The art of the walk-up song: A reflection of the Cubs' personality


The art of the walk-up song: A reflection of the Cubs' personality

Even if you forget about his play on the diamond, Starlin Castro will be sorely missed by the Wrigley Field faithful in 2016.

With Castro shipped off to the New York Yankees over the winter, Cubs fans can no longer enjoy his catchy walk-up song - "Ando En La Versace" by Omega.

There's something magical about seeing 42,000 people - Cubs players and coaches included - all clapping and stomping along to a beat. It was chill-inducing, really.

Music has an enormous psychological impact. But, apart from the fantastic workings of organist Gary Pressy and a few mainstream songs sprinkled around the game action, music had not been an integral part of the in-game product at Wrigley Field until last season, when walk-up songs debuted along with the two new video boards in the outfield.

"Last year, everybody was excited for Starlin's walk-up and the clap," Cubs catcher David Ross said. "I'm definitely gonna miss that this year. That was exciting. It just made us have fun in the dugout. No matter what was going on, no matter if it was a negative time or we're down - it was one of those things where Starlin came up and we started clapping.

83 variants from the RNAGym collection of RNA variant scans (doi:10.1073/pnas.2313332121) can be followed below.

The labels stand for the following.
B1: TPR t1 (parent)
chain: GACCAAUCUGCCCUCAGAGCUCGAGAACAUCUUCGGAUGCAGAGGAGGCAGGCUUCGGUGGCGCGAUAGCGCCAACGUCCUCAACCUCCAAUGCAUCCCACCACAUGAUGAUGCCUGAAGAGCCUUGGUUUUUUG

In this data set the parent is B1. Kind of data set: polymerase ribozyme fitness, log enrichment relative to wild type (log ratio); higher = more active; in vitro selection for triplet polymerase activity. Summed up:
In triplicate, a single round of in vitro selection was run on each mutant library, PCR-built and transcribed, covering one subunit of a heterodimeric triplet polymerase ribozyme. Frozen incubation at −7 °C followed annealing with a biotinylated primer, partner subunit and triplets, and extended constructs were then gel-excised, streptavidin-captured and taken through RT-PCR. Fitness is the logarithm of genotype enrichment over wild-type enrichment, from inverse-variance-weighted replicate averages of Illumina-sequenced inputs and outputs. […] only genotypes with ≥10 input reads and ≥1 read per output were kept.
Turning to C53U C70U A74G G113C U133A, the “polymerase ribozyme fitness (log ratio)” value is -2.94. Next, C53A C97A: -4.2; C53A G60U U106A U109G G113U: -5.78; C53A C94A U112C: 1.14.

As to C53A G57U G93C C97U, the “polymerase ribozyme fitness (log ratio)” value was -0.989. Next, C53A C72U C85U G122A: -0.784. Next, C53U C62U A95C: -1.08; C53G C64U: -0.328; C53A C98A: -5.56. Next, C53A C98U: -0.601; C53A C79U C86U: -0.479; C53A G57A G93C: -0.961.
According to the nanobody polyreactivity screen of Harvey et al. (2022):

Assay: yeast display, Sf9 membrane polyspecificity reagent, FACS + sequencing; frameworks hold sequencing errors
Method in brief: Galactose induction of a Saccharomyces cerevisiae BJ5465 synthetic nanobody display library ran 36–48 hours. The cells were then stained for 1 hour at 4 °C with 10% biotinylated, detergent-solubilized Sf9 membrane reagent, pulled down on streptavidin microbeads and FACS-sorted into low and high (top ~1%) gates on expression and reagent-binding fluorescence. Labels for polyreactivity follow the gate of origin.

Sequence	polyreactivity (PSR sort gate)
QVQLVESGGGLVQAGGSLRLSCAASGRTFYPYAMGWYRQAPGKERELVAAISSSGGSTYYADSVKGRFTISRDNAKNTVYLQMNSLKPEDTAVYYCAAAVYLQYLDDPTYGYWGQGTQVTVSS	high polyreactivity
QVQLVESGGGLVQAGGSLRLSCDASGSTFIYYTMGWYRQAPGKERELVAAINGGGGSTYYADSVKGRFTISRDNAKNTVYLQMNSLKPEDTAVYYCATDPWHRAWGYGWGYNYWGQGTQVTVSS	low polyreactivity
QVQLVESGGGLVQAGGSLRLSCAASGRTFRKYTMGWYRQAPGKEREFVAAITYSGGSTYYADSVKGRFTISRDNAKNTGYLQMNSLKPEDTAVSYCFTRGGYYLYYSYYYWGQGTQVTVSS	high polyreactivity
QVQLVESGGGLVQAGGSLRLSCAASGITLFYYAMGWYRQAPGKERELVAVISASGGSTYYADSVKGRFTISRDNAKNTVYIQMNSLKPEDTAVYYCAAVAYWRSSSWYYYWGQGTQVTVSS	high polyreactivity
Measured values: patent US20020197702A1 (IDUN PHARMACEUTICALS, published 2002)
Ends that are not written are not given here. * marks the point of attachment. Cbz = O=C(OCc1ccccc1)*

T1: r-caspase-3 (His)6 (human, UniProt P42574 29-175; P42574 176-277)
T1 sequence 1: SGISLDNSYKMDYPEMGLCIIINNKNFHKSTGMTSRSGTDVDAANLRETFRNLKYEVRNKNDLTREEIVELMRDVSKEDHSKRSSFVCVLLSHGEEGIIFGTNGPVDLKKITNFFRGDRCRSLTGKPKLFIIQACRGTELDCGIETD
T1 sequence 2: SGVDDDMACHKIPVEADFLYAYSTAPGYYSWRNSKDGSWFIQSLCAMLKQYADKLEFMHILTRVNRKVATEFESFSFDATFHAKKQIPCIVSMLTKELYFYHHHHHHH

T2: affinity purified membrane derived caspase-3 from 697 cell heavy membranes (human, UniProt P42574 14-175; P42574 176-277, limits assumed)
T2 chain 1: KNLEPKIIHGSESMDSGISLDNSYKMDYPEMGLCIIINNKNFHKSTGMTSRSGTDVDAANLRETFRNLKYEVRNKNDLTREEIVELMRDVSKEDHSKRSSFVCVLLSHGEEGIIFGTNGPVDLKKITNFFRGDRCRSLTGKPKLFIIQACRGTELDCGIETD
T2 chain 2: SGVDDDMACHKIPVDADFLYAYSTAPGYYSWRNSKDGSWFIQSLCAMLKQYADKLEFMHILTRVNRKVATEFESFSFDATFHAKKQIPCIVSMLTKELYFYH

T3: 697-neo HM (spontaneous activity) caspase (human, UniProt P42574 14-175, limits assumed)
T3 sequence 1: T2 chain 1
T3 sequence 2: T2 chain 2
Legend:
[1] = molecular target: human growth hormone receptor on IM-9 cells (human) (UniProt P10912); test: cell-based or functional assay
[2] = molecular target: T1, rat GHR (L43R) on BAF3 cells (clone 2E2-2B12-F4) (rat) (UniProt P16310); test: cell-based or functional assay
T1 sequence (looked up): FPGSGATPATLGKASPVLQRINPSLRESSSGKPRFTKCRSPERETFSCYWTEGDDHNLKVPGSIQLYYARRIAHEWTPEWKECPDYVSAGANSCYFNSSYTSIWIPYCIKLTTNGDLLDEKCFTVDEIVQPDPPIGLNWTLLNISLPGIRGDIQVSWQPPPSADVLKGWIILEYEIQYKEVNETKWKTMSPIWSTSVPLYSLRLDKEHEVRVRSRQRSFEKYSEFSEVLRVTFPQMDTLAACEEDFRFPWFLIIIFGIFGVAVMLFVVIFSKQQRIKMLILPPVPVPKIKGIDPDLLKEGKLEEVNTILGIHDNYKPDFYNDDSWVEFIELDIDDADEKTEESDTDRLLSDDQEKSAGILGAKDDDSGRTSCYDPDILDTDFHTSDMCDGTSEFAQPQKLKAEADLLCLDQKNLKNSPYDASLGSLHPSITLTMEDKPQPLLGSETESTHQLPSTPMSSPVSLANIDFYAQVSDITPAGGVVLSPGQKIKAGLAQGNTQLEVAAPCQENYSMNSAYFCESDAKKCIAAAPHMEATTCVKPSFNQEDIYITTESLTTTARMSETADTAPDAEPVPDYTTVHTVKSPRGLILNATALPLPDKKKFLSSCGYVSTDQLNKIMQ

"Clapping's one of those things like smiling and laughing - it makes you feel good on the inside and the negative energy kinda can leave the area or you or whatever it is."

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Before he came to the Cubs, Ross spent two seasons playing with the Red Sox in Boston, where they have made a tradition out of singing "Sweet Caroline" at Fenway Park.

Ross also remembers former Red Sox outfielder and current Cubs teammate Shane Victorino using Bob Marley's "Everything's Gonna be Alright" as his walk-up song and the entirety of Fenway would keep on singing the song in unison even after the music stopped.

"It was the coolest thing," Ross said. "I'm getting chills [just thinking about it]. You feel that energy when you're hitting and everybody's locked into you and what you're doing, so you try to get locked into the box."